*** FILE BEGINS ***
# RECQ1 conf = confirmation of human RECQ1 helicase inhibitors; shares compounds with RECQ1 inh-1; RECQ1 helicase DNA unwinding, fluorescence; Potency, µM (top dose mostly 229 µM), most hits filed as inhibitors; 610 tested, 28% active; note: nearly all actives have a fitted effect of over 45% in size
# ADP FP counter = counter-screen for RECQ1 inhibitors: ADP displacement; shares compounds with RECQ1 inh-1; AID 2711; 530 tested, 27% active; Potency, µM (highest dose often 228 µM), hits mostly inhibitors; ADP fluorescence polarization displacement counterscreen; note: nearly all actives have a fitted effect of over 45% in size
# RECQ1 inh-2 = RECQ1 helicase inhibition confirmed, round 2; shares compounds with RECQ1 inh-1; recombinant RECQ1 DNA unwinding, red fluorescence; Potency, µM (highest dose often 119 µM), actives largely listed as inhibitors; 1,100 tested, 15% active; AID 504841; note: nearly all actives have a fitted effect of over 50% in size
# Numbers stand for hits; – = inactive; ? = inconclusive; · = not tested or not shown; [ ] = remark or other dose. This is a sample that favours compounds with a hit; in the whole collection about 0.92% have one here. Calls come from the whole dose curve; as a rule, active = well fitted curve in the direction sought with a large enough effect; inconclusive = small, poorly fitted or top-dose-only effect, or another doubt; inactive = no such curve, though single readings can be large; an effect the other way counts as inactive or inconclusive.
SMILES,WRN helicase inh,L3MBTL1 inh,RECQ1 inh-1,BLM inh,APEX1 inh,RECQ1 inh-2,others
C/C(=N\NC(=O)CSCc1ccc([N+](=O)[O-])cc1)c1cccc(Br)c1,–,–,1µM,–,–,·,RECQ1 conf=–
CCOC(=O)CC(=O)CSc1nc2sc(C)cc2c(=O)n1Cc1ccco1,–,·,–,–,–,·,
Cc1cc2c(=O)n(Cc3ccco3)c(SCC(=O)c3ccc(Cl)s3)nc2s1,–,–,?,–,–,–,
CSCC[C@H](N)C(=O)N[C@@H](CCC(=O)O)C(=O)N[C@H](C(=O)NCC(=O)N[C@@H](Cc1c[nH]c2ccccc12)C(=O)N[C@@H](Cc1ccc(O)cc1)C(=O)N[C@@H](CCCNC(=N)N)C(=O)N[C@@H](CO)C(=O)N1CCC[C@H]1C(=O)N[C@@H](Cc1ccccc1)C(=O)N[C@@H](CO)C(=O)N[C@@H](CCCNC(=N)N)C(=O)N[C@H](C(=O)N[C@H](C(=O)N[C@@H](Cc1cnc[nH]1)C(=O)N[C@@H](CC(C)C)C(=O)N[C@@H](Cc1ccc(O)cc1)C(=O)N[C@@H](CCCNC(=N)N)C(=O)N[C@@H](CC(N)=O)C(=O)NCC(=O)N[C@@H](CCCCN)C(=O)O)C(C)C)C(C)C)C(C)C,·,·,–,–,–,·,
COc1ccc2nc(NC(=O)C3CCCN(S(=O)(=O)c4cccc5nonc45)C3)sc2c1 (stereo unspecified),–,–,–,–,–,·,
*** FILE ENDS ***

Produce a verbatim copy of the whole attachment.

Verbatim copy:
# RECQ1 conf = confirmation of human RECQ1 helicase inhibitors; shares compounds with RECQ1 inh-1; RECQ1 helicase DNA unwinding, fluorescence; Potency, µM (top dose mostly 229 µM), most hits filed as inhibitors; 610 tested, 28% active; note: nearly all actives have a fitted effect of over 45% in size
# ADP FP counter = counter-screen for RECQ1 inhibitors: ADP displacement; shares compounds with RECQ1 inh-1; AID 2711; 530 tested, 27% active; Potency, µM (highest dose often 228 µM), hits mostly inhibitors; ADP fluorescence polarization displacement counterscreen; note: nearly all actives have a fitted effect of over 45% in size
# RECQ1 inh-2 = RECQ1 helicase inhibition confirmed, round 2; shares compounds with RECQ1 inh-1; recombinant RECQ1 DNA unwinding, red fluorescence; Potency, µM (highest dose often 119 µM), actives largely listed as inhibitors; 1,100 tested, 15% active; AID 504841; note: nearly all actives have a fitted effect of over 50% in size
# Numbers stand for hits; – = inactive; ? = inconclusive; · = not tested or not shown; [ ] = remark or other dose. This is a sample that favours compounds with a hit; in the whole collection about 0.92% have one here. Calls come from the whole dose curve; as a rule, active = well fitted curve in the direction sought with a large enough effect; inconclusive = small, poorly fitted or top-dose-only effect, or another doubt; inactive = no such curve, though single readings can be large; an effect the other way counts as inactive or inconclusive.
SMILES,WRN helicase inh,L3MBTL1 inh,RECQ1 inh-1,BLM inh,APEX1 inh,RECQ1 inh-2,others
C/C(=N\NC(=O)CSCc1ccc([N+](=O)[O-])cc1)c1cccc(Br)c1,–,–,1µM,–,–,·,RECQ1 conf=–
CCOC(=O)CC(=O)CSc1nc2sc(C)cc2c(=O)n1Cc1ccco1,–,·,–,–,–,·,
Cc1cc2c(=O)n(Cc3ccco3)c(SCC(=O)c3ccc(Cl)s3)nc2s1,–,–,?,–,–,–,
CSCC[C@H](N)C(=O)N[C@@H](CCC(=O)O)C(=O)N[C@H](C(=O)NCC(=O)N[C@@H](Cc1c[nH]c2ccccc12)C(=O)N[C@@H](Cc1ccc(O)cc1)C(=O)N[C@@H](CCCNC(=N)N)C(=O)N[C@@H](CO)C(=O)N1CCC[C@H]1C(=O)N[C@@H](Cc1ccccc1)C(=O)N[C@@H](CO)C(=O)N[C@@H](CCCNC(=N)N)C(=O)N[C@H](C(=O)N[C@H](C(=O)N[C@@H](Cc1cnc[nH]1)C(=O)N[C@@H](CC(C)C)C(=O)N[C@@H](Cc1ccc(O)cc1)C(=O)N[C@@H](CCCNC(=N)N)C(=O)N[C@@H](CC(N)=O)C(=O)NCC(=O)N[C@@H](CCCCN)C(=O)O)C(C)C)C(C)C)C(C)C,·,·,–,–,–,·,
COc1ccc2nc(NC(=O)C3CCCN(S(=O)(=O)c4cccc5nonc45)C3)sc2c1 (stereo unspecified),–,–,–,–,–,·,